Today, former Conservative cabinet minister Helena Guergis revealed that the RCMP has cleared her of any wrongdoing in their investigation of her. The investigation was said to begin after the Prime Minister’s Office referred information that it had obtained to that arms-length agency. After referral the RCMP decided to initiate the investigation, it now seems that they have cleared Ms. Guergis.
For their part, the Conservatives say that the issue of writing a letter on behalf of a constituent with possible business connections to her husband still looms and is under review by the Ethics Commissioner.
Up until her ouster from cabinet by the Prime Minister and investigation by the RCMP, Ms. Guergis had a string of bad news events which raised questions from the Opposition about her competency and ability to represent Canadians in cabinet.
When she was ejected from cabinet and kicked out of caucus, the Opposition took an about-face to demand why she had been removed. Now that she has been cleared by the RCMP, expect this line from the Liberals and NDP to be renewed.
Despite her being cleared by the RCMP, the PMO says that Ms. Guergis is still not welcome back in caucus. If the Liberals take her into their own ranks, will it reek of hypocrisy? The following comments were made before the RCMP investigation was announced. Does Guergis have the confidence of Michael Ignatieff?
“The comments of Ms. Davies are more than just a ‘serious mistake,’ as the Leader of the NDP now maintains. To deny the State of Israel’s right to exist and to propose an international campaign of boycotts, divestments and sanctions against a legitimate member of the world community for over sixty years is to reveal a level of hostility and ignorance that is truly breathtaking.
“These are not the off-the-cuff ramblings of any ill-informed or biased person. Ms. Davies is the Deputy Leader of a political party that aspires to reflect and represent the views of Canada on the international stage. In this role, fully cognizant of her responsibilities, she stated that Israel has been occupying territories since 1948, the year of its independence. The logical implication of these comments is that Israel has no right to exist.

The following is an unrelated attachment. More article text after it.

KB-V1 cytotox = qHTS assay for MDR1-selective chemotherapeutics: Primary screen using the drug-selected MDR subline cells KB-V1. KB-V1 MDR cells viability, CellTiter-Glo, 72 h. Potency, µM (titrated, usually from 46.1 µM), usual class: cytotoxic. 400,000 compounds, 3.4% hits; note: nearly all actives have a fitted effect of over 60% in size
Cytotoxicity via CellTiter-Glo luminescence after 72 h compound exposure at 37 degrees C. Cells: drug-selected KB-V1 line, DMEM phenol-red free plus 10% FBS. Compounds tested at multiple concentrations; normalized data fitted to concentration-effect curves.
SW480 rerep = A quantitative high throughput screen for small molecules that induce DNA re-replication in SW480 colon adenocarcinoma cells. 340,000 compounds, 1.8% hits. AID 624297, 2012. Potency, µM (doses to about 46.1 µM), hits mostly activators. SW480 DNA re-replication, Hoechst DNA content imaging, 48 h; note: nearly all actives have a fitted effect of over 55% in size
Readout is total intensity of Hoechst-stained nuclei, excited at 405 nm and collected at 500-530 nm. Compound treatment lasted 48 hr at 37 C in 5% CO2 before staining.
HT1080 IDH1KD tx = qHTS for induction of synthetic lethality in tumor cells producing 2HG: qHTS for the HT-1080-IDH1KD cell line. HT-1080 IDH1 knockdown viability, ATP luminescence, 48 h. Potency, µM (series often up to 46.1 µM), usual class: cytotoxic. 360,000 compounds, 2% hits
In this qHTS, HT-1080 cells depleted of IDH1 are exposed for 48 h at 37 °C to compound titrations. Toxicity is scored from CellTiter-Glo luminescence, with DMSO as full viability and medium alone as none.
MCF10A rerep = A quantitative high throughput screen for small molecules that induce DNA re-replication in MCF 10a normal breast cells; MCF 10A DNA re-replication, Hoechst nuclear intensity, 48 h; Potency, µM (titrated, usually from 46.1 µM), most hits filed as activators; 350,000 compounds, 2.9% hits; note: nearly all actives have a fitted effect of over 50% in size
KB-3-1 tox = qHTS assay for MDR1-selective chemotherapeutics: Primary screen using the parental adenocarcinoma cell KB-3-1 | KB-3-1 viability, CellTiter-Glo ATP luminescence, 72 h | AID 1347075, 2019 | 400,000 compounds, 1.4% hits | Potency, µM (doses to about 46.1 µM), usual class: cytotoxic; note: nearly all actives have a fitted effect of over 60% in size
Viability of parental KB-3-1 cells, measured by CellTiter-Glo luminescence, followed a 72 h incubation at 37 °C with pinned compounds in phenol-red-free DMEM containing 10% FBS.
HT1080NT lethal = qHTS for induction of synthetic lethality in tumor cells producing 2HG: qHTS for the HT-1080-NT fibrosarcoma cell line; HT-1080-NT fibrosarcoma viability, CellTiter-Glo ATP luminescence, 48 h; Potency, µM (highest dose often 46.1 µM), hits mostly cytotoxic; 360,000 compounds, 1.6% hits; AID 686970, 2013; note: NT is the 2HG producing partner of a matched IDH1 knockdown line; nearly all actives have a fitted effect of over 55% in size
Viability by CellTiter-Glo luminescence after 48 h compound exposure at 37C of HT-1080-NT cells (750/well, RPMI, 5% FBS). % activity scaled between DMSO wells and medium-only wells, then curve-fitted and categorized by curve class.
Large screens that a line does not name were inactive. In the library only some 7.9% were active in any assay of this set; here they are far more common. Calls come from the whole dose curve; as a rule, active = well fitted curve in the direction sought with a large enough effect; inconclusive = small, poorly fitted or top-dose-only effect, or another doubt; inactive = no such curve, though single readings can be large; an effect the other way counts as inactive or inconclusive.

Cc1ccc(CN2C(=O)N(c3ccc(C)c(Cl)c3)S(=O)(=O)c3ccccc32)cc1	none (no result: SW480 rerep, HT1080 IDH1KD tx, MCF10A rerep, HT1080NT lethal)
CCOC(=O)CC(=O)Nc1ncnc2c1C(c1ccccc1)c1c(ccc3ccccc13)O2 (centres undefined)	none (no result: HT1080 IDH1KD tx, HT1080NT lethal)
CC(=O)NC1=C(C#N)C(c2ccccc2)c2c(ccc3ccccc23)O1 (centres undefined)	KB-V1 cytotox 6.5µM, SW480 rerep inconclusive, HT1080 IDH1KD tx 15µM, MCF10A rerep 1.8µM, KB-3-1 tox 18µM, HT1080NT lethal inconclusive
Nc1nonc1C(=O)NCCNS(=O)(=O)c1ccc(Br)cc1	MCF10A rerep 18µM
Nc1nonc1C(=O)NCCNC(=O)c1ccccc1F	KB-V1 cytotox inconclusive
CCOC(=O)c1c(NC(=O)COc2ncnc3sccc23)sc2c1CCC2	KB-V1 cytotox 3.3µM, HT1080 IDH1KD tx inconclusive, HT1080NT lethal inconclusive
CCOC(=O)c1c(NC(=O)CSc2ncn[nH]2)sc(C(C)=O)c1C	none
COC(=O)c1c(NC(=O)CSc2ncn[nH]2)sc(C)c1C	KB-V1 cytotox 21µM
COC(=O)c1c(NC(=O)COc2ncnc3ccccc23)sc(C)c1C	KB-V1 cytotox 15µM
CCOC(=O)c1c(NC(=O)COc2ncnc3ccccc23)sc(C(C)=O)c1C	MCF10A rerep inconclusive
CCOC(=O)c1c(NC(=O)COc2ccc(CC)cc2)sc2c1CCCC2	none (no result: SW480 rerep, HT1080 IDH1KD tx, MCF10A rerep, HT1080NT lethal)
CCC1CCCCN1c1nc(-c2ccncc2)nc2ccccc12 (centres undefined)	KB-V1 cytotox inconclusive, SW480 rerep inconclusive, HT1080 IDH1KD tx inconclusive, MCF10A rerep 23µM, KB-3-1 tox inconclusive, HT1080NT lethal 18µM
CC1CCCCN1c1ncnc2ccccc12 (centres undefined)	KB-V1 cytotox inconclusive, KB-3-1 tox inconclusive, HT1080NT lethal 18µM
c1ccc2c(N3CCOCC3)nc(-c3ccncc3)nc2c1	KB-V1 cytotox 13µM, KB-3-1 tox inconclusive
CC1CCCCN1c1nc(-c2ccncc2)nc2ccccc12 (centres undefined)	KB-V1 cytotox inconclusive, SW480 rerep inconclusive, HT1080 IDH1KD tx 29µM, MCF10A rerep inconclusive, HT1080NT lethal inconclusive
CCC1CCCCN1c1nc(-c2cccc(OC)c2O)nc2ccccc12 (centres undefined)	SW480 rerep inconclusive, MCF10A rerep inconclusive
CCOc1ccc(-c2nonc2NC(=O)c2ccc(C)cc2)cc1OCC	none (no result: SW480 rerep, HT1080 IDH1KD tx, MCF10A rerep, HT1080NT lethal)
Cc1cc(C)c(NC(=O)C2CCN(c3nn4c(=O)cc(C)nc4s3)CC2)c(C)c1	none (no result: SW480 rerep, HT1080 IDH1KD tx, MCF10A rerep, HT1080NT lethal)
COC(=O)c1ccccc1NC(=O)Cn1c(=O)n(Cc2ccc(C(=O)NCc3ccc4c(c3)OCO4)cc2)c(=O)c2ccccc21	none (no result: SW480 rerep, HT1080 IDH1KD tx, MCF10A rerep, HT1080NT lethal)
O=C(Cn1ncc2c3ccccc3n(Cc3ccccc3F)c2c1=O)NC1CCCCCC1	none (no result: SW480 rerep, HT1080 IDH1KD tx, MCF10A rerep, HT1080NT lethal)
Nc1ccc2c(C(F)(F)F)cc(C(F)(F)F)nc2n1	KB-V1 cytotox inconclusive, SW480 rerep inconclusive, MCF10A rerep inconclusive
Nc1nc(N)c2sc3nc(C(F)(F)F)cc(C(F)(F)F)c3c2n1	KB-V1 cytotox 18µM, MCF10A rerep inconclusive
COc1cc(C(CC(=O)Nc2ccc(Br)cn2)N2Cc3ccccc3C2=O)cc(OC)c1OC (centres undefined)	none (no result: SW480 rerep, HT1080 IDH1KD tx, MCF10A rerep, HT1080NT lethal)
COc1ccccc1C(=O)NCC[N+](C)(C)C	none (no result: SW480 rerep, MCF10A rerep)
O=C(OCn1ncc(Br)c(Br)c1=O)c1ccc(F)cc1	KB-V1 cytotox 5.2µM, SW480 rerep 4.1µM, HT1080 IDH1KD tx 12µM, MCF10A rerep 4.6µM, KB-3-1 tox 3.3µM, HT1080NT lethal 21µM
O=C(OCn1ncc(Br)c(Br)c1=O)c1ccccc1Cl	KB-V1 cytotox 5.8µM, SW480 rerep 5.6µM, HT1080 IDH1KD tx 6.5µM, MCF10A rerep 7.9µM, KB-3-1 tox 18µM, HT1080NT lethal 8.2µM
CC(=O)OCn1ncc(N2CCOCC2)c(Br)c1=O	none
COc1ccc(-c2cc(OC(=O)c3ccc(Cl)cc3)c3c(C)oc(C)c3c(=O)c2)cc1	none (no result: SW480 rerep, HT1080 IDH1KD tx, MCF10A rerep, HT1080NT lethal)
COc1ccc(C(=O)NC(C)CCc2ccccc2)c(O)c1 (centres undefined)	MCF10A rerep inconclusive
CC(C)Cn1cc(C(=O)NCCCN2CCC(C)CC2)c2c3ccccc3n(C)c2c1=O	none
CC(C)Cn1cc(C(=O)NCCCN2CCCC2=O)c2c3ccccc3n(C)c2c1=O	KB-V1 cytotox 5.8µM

“She called this ‘the longest occupation in the world.’ That is simply untrue, and reflects a complete disregard for the facts.
“This is a position that is more than just ‘unacceptable.’ This rhetoric is responsible for more than ‘confusion,’ and an ‘inadvertent error,” as Ms. Davies now suggests.
“The appropriate decision, given her stature and responsibilities with the NDP, is for Mr. Layton to ask for her resignation as Deputy Leader and for Ms. Davies to issue an apology to all Canadians. Nothing short of that will do.”
The referenced “Helen Thomas moment”:
In related NDP tolerance news, NDP MP calls a Catholic denomination “creepy”,
UPDATE: B’nai Brith unsurprisingly calls for Davies to be sacked.
“B’nai Brith Canada is calling on NDP leader Jack Layton to take action against Libby Davies for her outrageous remarks against the Jewish State, and by extension the Jewish people,” said Frank Dimant, Executive Vice President of B’nai Brith Canada. “The fact that Davies made her comments at an anti-Israel rally held in front of a Jewish-owned business speaks volumes to the fact that anti-Israel agitators in Canada are blurring the lines between criticism of Israeli policies and antisemitism.